This is a Working Example of our Forecasts
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Report name: Sample Forecast

How Forecast Assets and Liabilities are Calculated

This is a working example of how your forecast analysis of assets and liabilities, including working capital and net assets are calculated.

forecast for year beginning the 1st.May 2017May 2018May 2019
 Fixed assets
 Main Pool Assets28,87334,87142,958
 Company Cars27,75119,21034,832
 Total Fixed Assets56,62454,08177,791
 Current Assets
 Stock / Inventory125,000150,000170,000
 Sales Ledger86,09293,178146,549
 Dr / Cr Card Balance000
 Prepaid Letters of Credit000
 Vat Refundable000
 Cash at Bank014,300183,993
 Factoring CR. Balance000

Asset Finance Interest in Suspense

 Loan Interest in Suspense000
 Total Current Assets217,675261,733506,750
 Current Liabilities
 Trade Creditors60,82160,19576,752
 Sundry Creditors13,42817,38121,374

Vat Payable

 Hire Purchase21,35017,86521,333
 Bank Overdraft35,43900
 Factoring Dr. Balance000
 Corporation tax Due13,61318,49546,671

Asset Finance Interest in Suspense

 Loan Interest in Suspense000

Dividends Payable

 Total Current Liabilities154,652125,407181,003
 Long Term Liabilities

Asset Financing


Asset Finance Interest in Suspense

 Loan Interest in Suspense000
 Total Long Term Liabilities13,8784,09511,648

Net Current Assets (Working Capital)

 Net Assets105,768186,311391,890

Fixed Asset Values

Figurewizard automatically calculates and applies depreciation at the average rate you will have selected to arrive at the written down net book value of fixed assets.

There are also a written down tax values for the cost of fixed assets (exclusive of VAT) after capital allowances have been deducted. Capital allowances for company cars are much lower: These are only items entered into Figurewizard calculated including VAT because the tax cannot be set off as input tax.

Examples showing how capital allowances are calculated and applied for the assets shown here can be seen in the corporation tax forecast. The allowances for main pool (fixtures, fittings, plant commercial vehicles and so on) are usually 100% for the year of acquisition.

Current Assets

With two exceptions, forecast current assets only lists the values of assets that can reliably be expected to be turned into cash during the normal course of trade.

The most important of these are cash itself, accounts receivable and stock / inventory. The two exceptions are asset finance interest in suspense and loan interest in suspense.

Current Liabilities

Unlike current assets, current liabilities are not restricted to those incurred in the acquisition of current assets. All debt including that for borrowings, such as the bank overdraft, financing the acquisition of both current and fixed assets or dividends declared and outstanding for payment are included.

How the Working Capital Forecast is Calculated

Current liabilities less current assets returns net current assets which in turn defines working capital. That represents liquidity which is the source of cash flow from core trading operations.

A Figurewizard forecast showing a working capital deficit must be avoided at all costs therefore. It would be signifying an imminent cash flow crisis meaning that you will have to reconsider projected overheads and / or expenditure on fixed assets. The ideal way to achieve this is by using our unique What-If Calculator.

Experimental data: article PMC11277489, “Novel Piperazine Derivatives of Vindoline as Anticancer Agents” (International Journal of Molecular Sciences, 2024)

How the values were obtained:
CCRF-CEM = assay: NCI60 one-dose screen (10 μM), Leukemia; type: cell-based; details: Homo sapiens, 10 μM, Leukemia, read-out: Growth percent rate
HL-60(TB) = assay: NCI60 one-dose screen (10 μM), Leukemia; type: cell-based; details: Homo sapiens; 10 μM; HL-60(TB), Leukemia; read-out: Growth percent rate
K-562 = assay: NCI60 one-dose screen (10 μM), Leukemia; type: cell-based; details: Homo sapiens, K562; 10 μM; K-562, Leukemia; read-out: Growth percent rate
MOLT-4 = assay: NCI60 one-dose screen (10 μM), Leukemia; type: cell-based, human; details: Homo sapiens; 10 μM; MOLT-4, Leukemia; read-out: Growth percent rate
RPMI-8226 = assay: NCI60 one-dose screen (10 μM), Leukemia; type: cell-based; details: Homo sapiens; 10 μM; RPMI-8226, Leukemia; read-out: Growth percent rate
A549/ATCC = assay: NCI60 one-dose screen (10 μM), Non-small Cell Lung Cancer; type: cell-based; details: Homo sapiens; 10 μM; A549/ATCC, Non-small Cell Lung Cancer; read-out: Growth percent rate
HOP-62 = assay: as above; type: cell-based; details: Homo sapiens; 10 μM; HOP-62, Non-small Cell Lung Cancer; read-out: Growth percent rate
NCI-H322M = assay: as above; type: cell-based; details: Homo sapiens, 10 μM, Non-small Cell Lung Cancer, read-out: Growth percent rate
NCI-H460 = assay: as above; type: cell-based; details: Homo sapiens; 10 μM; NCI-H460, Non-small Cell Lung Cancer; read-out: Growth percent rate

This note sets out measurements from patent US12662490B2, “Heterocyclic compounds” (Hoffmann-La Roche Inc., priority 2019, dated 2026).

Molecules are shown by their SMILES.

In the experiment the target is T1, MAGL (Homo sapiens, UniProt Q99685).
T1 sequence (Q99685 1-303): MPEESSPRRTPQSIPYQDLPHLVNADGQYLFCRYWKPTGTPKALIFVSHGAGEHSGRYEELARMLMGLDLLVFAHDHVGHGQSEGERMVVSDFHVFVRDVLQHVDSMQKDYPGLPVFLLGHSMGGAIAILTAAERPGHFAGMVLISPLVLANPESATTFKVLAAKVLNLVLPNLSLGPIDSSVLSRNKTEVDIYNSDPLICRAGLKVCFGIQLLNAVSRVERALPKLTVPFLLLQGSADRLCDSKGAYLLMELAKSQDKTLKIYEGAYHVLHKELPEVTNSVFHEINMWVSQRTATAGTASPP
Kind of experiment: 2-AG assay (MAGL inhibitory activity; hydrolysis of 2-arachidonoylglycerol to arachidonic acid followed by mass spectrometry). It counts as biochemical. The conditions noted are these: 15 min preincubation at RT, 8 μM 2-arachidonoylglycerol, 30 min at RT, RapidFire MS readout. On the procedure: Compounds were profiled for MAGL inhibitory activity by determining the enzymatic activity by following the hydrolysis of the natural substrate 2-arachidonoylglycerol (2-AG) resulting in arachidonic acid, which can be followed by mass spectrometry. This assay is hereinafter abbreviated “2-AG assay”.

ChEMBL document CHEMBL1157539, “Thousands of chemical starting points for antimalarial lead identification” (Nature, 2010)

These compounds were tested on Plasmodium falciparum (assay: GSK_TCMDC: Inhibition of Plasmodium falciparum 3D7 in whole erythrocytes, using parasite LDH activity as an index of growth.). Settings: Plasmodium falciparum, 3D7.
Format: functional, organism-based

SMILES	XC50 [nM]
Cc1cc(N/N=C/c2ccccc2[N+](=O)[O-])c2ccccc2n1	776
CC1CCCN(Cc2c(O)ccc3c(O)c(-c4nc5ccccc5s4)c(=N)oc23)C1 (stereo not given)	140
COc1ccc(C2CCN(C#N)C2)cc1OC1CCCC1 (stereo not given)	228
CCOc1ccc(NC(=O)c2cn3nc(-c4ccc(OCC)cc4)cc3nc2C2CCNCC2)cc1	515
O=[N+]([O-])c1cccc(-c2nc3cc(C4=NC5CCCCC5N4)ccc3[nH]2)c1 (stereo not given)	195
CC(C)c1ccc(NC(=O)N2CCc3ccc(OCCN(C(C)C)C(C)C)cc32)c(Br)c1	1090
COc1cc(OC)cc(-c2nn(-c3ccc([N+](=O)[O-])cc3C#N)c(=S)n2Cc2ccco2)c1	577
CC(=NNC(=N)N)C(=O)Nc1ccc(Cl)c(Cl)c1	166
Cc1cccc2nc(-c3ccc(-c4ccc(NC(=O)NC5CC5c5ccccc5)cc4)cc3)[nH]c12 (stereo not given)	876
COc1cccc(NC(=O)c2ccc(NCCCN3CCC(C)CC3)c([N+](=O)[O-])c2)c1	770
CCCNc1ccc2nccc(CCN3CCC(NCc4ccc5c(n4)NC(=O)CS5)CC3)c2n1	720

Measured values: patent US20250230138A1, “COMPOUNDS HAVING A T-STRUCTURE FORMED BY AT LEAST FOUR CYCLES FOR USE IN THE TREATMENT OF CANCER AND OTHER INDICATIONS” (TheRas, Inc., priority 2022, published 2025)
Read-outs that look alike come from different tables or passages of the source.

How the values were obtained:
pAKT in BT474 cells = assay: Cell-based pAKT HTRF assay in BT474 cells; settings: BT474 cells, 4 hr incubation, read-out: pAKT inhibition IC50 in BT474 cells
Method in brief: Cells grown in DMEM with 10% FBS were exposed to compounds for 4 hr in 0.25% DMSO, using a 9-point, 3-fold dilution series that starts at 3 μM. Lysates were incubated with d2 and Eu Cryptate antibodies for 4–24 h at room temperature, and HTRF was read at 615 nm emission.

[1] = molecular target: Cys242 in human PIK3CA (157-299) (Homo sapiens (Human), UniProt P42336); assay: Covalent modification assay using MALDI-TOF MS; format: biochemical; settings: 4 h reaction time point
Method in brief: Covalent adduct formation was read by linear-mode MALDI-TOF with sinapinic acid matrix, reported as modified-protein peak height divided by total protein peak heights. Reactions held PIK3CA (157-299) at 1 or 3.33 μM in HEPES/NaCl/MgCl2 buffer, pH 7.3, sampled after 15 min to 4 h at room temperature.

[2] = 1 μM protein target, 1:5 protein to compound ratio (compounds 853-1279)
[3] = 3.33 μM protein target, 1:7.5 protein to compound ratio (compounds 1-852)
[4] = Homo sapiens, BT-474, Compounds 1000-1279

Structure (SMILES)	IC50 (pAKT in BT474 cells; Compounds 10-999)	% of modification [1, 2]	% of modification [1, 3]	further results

Interest Suspense Account

Unforeseen events can affect the liability for loans such as bank overdrafts, making forecast interest liability unpredictable. For that reason interest for such loans is only charged to the accounts as and when it arises.

Forecast interest liabilities for fixed term loans that are subject to fixed rates can be accurately calculated though, in which case their liability should be disclosed in the balance sheet. This job is done by the interest suspense account.

Fixed interest payables are allocated as current assets in the balance sheet. That is then cancelled out by allocating it in turn to current liabilities (payable within 12 months) and long term liabilities (payable beyond 12 months). This discloses the potential value of forecast fixed term interest debt in the balance sheet while preserving the rule of not charging it.

Budgeting of Fixed Assets

Fixed asset purchases, their VAT, depreciation and financing are all budgeted. For example assets acquired at a cost of 6,000 in a given year are allocated by the system at £500 a month.

That means that depreciation will be charged on 500 in month 1, 1,000 in month 2, 1,500 in month 3 and so on. Financing and associated interest charges are allocated on the same basis. The sale of fixed assets are treated in the same way on a first in first out basis.

Forecast Short Term Liquidity

A more stringent measure of liquidity is the quick ratio; also known as the "acid test," which calculates short term liquidity by ignoring the value of stock / inventory.

Where this ratio is below 100% the business will be using borrowings to some degree to finance its trading. As the table above shows, the higher this ratio goes, the lower the need for borrowings becomes.

Balance Sheet Liquidity and the Solvency Ratio

Investment in fixed assets always comes at a cost to liquidity regardless of asset financing. Taken too far, excessive investment in fixed assets can also result in a threat to solvency.

This can be measured by the fixed assets to net worth ratio, one of the key solvency ratios. For example a company with fixed assets of 100,000 and a net worth of 150,000 has a ratio of 67%; well within the 75% acceptable benchmark.

A balance sheet forecast showing a fixed asset to net worth ratio above 100% will call for revising the acquisition and / or their financing.

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